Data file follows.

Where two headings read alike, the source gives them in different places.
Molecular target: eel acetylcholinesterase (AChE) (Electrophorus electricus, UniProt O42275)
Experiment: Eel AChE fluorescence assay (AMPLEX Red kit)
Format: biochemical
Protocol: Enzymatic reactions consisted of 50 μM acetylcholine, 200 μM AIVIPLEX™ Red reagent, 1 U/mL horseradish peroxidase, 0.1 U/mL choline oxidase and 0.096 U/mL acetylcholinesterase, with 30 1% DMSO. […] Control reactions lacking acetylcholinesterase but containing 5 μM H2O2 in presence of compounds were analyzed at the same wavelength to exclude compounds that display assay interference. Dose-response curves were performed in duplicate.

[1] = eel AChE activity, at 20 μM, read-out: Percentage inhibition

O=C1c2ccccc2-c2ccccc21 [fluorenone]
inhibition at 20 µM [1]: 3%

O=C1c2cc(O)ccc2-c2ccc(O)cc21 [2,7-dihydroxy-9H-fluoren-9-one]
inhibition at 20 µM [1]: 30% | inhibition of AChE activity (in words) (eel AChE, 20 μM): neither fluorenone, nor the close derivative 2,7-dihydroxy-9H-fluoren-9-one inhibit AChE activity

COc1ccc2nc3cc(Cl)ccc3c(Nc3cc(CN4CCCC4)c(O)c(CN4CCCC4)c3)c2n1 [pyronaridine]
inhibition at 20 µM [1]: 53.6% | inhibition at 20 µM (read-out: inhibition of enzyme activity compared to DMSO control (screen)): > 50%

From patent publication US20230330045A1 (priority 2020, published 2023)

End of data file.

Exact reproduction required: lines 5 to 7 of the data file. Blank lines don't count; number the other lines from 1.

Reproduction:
Protocol: Enzymatic reactions consisted of 50 μM acetylcholine, 200 μM AIVIPLEX™ Red reagent, 1 U/mL horseradish peroxidase, 0.1 U/mL choline oxidase and 0.096 U/mL acetylcholinesterase, with 30 1% DMSO. […] Control reactions lacking acetylcholinesterase but containing 5 μM H2O2 in presence of compounds were analyzed at the same wavelength to exclude compounds that display assay interference. Dose-response curves were performed in duplicate.

[1] = eel AChE activity, at 20 μM, read-out: Percentage inhibition

O=C1c2ccccc2-c2ccccc21 [fluorenone]